LAS VEGAS — Republicans said for months that if the Nevada Senate race was a referendum on Harry Reid, the unpopular majority leader would lose.
Reid didn't let that happen.
He adeptly painted opponent Sharron Angle as an extremist immediately after she won her primary — and proceeded to make the contest as much about her awkward and unconventional statements as Reid's own troubles.
Then he deployed his secret weapon: a powerful turnout machine that brought Democratic and Hispanic voters out to the polls in droves.
Reid's relentless TV ad assault against Angle and his powerful get-out-the-vote effort were huge factors in his no-holds-barred victory over Angle on a day when Republicans seized control of the House and gained Senate seats.
Talking with reporters Wednesday, Reid pointed to Angle's proposal to privatize Social Security as a defining contrast between them. He calls it one of the great government programs in history.
Reid's first negative TV ad of the campaign, put up just days after the June primary, portrayed Angle as a heartless budget-slasher who would abandon the elderly. "Sharron Angle wants to wipe out Social Security," a narrator intoned darkly. "What's next?"
Angle argued that she wanted to make changes only for younger workers, but the damage was done. It took her weeks to get her campaign organized and air her own ads, a period when Reid had an open field to define her on his terms, an image that stuck.
By the time he was done with her, Reid had pummeled Angle over everything from her proposal to phase out Medicare to her suggestion while in the Legislature that inmates enter a drug rehabilitation program devised by the founder of Scientology.
"Before Sharron could put her hands up and put her (boxing) gloves on, they did a pretty good job tagging her," said Republican media consultant John Brabender, a member of Angle's team.
"There clearly was a point when she was treading water, at best. That ultimately hurt her campaign in the long run," he said.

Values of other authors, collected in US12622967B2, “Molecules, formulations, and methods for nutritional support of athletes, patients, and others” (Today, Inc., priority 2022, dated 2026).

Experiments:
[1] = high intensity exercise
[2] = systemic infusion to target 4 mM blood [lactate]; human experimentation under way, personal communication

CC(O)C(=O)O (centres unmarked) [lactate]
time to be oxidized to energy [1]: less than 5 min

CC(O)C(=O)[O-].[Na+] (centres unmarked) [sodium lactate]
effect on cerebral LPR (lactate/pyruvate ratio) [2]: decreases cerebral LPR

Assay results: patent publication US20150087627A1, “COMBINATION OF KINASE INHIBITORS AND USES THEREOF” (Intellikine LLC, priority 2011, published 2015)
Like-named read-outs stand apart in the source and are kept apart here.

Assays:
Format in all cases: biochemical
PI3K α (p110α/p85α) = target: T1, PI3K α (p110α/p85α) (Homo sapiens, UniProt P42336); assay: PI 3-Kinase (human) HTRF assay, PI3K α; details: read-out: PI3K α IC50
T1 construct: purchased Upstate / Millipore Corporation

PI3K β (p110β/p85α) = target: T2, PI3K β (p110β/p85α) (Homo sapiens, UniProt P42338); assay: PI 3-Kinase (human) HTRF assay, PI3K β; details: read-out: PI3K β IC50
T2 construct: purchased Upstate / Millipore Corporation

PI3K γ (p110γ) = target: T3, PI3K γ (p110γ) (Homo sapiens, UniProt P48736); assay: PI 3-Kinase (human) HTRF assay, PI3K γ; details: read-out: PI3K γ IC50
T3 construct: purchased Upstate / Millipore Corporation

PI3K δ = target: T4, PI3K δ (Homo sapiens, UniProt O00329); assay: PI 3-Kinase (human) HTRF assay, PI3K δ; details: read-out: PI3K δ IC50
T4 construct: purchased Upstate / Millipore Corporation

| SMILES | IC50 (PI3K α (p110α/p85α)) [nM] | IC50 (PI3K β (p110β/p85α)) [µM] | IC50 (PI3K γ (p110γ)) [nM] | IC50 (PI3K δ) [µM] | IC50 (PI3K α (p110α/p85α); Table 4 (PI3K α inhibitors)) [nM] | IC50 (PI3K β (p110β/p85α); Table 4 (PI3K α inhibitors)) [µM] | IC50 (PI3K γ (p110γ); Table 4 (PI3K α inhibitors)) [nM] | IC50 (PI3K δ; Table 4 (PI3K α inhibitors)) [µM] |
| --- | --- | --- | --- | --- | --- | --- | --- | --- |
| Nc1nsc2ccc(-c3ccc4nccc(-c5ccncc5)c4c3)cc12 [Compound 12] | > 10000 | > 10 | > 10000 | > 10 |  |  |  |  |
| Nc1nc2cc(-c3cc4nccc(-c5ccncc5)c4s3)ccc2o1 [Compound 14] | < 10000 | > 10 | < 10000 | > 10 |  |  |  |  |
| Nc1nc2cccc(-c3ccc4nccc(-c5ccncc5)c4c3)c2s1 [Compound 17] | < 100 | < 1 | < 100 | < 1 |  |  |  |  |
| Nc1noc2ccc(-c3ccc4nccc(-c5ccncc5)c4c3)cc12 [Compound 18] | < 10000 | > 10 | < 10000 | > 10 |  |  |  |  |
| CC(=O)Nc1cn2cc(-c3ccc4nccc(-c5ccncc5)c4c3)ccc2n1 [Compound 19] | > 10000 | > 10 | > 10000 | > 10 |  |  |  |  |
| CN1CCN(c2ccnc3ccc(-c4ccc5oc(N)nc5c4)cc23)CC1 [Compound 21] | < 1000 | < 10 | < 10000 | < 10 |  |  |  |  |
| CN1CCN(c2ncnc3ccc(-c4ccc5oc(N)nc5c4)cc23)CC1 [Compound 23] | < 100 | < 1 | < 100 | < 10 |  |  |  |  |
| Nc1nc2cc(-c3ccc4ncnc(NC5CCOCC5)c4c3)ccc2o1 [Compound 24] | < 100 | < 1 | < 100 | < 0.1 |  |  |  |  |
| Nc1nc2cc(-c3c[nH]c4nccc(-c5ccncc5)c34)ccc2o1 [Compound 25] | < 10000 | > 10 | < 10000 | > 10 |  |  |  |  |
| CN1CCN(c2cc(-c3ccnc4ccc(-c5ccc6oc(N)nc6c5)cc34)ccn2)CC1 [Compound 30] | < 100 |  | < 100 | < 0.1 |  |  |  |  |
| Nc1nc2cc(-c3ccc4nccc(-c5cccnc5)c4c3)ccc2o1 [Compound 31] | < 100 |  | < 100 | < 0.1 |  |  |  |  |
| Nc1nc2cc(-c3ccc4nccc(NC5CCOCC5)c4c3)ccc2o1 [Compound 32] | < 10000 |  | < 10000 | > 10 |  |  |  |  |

Reid senior adviser Rebecca Lambe said the campaign sought to present voters with a sharply drawn choice. Angle "wanted to wipe out Social Security and Medicare, and I think voters made a clear choice," she said.
Republicans also marveled at Nevada's Democratic turnout machine, which helped President Barack Obama win a 12-point victory here 2008. Reid built off that for 2010. The Democratic leader and his union allies deployed hundreds of volunteers to knock on doors, make phone calls and drive voters to the polls.
The turnout drive was boosted by several appearances in the state by Obama, who helped build momentum behind the Senate leader he called "my partner."
In contrast, the National Republican Committee didn't come through with a comparable get-out-the-vote effort for Angle.
National Republican Senatorial Committee spokesman Brian Jones, who advised the Angle campaign, said "you have to respect the Democratic operation in Nevada."
An Associated Press analysis of exit poll results showed that Reid's turnout efforts seemed to help Reid trounce Angle among minorities.
The exit poll showed that Reid won two-thirds of the Hispanic vote, eight in 10 blacks and three-quarters of Asians. He said Wednesday he has long sought to make inroads with Hispanics.
"People, in fact, made fun of me, saying 'Why are you wasting your time with a group that doesn't register, and if they register don't vote?' Well, we proved that wrong in 2008 and we certainly proved that ... wrong last night."
Never widely popular in his home state, Reid was struggling in a year when he faced a litany of challenges: Voters were angry because of the state's nation-leading unemployment and foreclosure rates, and the tea party energized Republican voters across the country.
But exit poll results suggested that while voters were unhappy with Reid, he in many cases was a preferable choice.
More than half of all voters said they disapprove of the way Reid is handling his job as senator. But the majority leader kept more than one-third of votes among those who somewhat disapproved of his performance.
Voters expressed overwhelming dissatisfaction for how the federal government is working and a majority of voters expressed unfavorable feelings toward the Democratic and Republican parties.
Even so, Reid carried the race by nearly 6 points.
There were other factors.
Reid collected the support of high-profile Republicans, who viewed him as too influential to lose with the state's economy in turmoil and were reluctant to vote for Angle because of her extremist views.
A moderate Republican "would have had a better chance of defeating Reid," said Republican state Sen. Bill Raggio, who backed Reid. "Their positions were less extreme, more in line with what the majority of Nevadans felt."
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Angle's campaign was also slowed by internal bickering — national operatives who joined her campaign after her come-from-behind primary win often clashed with some of her longtime Nevada advisers, a rift that never fully healed.
Reid denounced a long series of polls that projected a neck-and-neck race — and when publicized in the media created an unfair impression of the race.
"We've got to do something about these misleading polls," said Reid, who uses pollsters himself. "Every public showed me losing."